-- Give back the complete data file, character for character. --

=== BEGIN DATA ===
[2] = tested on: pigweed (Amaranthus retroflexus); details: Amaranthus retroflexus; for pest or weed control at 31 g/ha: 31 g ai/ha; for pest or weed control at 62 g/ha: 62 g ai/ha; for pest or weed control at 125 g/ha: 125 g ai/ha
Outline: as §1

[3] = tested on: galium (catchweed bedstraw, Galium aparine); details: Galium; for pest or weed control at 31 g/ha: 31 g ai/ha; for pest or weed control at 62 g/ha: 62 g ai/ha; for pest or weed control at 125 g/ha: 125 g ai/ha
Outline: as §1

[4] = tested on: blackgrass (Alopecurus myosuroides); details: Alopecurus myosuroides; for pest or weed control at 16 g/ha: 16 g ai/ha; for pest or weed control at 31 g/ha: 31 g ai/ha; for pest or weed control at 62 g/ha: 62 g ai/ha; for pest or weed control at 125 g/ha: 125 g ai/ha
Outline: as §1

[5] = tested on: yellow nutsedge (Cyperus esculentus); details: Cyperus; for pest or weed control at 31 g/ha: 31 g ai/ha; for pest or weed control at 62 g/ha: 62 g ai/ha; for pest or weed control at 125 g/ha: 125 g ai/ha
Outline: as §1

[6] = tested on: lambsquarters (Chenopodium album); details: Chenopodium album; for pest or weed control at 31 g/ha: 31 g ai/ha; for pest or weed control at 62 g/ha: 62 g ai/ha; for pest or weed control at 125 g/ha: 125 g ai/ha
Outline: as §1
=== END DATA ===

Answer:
[2] = tested on: pigweed (Amaranthus retroflexus); details: Amaranthus retroflexus; for pest or weed control at 31 g/ha: 31 g ai/ha; for pest or weed control at 62 g/ha: 62 g ai/ha; for pest or weed control at 125 g/ha: 125 g ai/ha
Outline: as §1

[3] = tested on: galium (catchweed bedstraw, Galium aparine); details: Galium; for pest or weed control at 31 g/ha: 31 g ai/ha; for pest or weed control at 62 g/ha: 62 g ai/ha; for pest or weed control at 125 g/ha: 125 g ai/ha
Outline: as §1

[4] = tested on: blackgrass (Alopecurus myosuroides); details: Alopecurus myosuroides; for pest or weed control at 16 g/ha: 16 g ai/ha; for pest or weed control at 31 g/ha: 31 g ai/ha; for pest or weed control at 62 g/ha: 62 g ai/ha; for pest or weed control at 125 g/ha: 125 g ai/ha
Outline: as §1

[5] = tested on: yellow nutsedge (Cyperus esculentus); details: Cyperus; for pest or weed control at 31 g/ha: 31 g ai/ha; for pest or weed control at 62 g/ha: 62 g ai/ha; for pest or weed control at 125 g/ha: 125 g ai/ha
Outline: as §1

[6] = tested on: lambsquarters (Chenopodium album); details: Chenopodium album; for pest or weed control at 31 g/ha: 31 g ai/ha; for pest or weed control at 62 g/ha: 62 g ai/ha; for pest or weed control at 125 g/ha: 125 g ai/ha
Outline: as §1